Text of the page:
Gough came face to face with rattlesnakes in his quest. One night Gough heard something large stirring in the darkness and approaching. He was terrible. “I was like, ‘Who the hell was here in the middle of the night?'” he says. After getting within 15 feet, he finally got a good look at the source of the commotion. It was a spear—a pig-like herbivore. The two looked at each other in the moonlight before parting ways.

During those two summers, Goff eventually managed to discover seven species of tiger beetles. Whenever he found one, he tied their outer shells to a thin stick with a little wax and suspended them in the air. Goff blew air at them, making them fly. It would then play an audio recording of an echolocating bat whose ultrasonic pulses sped up as it approached.

A tiger beetle flies while tethered in a University of Florida laboratory.

Harlan Goff


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Harlan Goff


A tiger beetle flies while tethered in a University of Florida laboratory.

Harlan Goff

“When you get to that feeding buzz,” Goff explains, “and that beetle knows the bat is right on its tail, they respond. And what you hear are these little clicks. These clicks are made by the beating wing. So this is a very clear response to bat echolocation.”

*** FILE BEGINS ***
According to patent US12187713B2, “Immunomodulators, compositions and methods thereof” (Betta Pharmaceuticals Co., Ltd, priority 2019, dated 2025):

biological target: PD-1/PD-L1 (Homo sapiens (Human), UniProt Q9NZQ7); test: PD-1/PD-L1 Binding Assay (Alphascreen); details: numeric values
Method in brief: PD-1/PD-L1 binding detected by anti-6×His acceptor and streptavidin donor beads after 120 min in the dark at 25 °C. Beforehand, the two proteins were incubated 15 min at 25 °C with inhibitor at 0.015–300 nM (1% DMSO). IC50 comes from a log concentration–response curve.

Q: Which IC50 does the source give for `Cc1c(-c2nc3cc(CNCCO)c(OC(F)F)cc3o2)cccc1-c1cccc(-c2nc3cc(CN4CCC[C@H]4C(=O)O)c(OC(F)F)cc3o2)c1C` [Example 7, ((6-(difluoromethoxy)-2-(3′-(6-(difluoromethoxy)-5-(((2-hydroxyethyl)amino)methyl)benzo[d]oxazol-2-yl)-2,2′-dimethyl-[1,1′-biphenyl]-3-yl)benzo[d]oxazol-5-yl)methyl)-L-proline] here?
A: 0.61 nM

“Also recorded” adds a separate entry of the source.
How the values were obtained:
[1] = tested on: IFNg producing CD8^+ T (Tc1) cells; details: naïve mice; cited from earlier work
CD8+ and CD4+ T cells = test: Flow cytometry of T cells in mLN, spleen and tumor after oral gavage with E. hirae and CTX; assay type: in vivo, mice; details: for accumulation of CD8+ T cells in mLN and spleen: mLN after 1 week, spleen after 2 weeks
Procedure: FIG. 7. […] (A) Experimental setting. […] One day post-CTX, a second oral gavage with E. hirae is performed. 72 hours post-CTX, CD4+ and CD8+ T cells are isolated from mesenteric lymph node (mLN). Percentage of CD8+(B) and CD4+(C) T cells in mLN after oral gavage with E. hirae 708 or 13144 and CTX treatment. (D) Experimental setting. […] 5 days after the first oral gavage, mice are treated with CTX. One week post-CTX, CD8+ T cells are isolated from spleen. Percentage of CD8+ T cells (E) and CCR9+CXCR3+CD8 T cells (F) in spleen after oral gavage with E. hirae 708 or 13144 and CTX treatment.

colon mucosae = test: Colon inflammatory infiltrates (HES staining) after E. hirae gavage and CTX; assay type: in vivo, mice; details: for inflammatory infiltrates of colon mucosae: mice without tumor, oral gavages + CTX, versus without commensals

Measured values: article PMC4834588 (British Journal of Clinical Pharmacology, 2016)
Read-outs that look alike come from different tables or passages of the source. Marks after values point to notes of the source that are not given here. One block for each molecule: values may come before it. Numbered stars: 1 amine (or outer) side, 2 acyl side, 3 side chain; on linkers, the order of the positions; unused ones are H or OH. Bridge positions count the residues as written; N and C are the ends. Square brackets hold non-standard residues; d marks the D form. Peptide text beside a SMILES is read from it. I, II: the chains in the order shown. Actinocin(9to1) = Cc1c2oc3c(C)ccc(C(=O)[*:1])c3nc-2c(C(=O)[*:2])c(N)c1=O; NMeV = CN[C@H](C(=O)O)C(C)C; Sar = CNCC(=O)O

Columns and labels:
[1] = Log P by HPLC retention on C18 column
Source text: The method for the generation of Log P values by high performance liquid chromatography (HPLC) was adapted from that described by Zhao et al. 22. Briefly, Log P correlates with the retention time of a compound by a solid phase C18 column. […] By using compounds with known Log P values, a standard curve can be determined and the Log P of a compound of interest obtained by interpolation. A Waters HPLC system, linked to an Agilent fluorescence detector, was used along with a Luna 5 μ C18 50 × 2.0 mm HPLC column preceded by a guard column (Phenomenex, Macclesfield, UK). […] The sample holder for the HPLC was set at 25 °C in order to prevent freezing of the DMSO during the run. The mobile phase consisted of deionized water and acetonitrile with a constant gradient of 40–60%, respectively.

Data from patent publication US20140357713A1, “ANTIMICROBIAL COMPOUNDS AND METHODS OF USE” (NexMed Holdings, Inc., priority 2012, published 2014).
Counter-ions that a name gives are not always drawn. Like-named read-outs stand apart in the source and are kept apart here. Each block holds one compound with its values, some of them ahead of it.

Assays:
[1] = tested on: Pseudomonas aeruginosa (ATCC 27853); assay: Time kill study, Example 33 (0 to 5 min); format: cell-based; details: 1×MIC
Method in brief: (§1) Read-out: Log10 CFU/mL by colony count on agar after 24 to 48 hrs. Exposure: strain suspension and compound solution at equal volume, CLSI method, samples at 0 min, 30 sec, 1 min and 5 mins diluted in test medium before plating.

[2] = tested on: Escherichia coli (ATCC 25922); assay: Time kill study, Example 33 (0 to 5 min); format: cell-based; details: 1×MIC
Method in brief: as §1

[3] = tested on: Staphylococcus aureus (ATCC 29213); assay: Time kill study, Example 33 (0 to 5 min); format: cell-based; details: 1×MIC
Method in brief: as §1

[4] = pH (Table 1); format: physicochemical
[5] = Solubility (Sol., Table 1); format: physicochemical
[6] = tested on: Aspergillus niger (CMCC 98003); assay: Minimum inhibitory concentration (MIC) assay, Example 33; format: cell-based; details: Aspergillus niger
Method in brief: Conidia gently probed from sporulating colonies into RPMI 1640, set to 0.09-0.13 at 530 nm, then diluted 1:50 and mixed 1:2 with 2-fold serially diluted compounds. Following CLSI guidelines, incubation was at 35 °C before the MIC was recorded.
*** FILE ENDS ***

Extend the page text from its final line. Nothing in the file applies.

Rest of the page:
A toxic mimic

When Gow heard the ultrasonic noise from the tiger beetles, he realized that the sound was not enough to drown out the bat’s sonar. He wondered if the beetles might be signaling to the bats that they were toxic, so he conducted an experiment in which he directly fed them big brown bats.

“And what we found is that they were eating all these different tiger beetles,” he says. “They chewed them right up.”

Gough did an analysis that showed that the ultrasonic pulses of tiger beetles and tiger moths (no relation) were acoustically similar. And since tiger moths are toxic to bats, which left Gow with a hypothesis.

“It is likely,” he says, “that these tiger beetles produce [ultra]it sounds like other similar moths.” That is, he believes that these beetles are mimicking the bad-tasting moths to trick bats into not eating them, too—even though they would be a perfectly tasty meal.

“I’m quite convinced by their data,” said Hannah Ter Hofstede, a biologist at the University of Windsor who was not involved in the research. “Of course I think there’s more they can do and they say there’s more they can do.

Specifically, she says there’s an obvious next experiment to really understand what’s going on — “to show that if a bat attacks one of these tiger beetles in flight and they make the sounds that the bats will avoid eating them.”

Ter Hofstede also wants to know how much spatial overlap there is between tiger beetles and toxic moths, because such mimicry only works if there is “a reliable correlation between the signal and the bad taste,” she says. “If there are too many cheaters in the system, the predators will not learn very effectively.”

Most examples of this type of mimicry are visual – a tasty appearance tricks a predator looks like toxic species. But Harlan Goff says tiger beetles show that this happens with sound, too.

“There’s so much in the night sky,” he says, “that we don’t realize because we can’t see it—it’s hidden from us. The things that happen behind the curtain are really exciting.”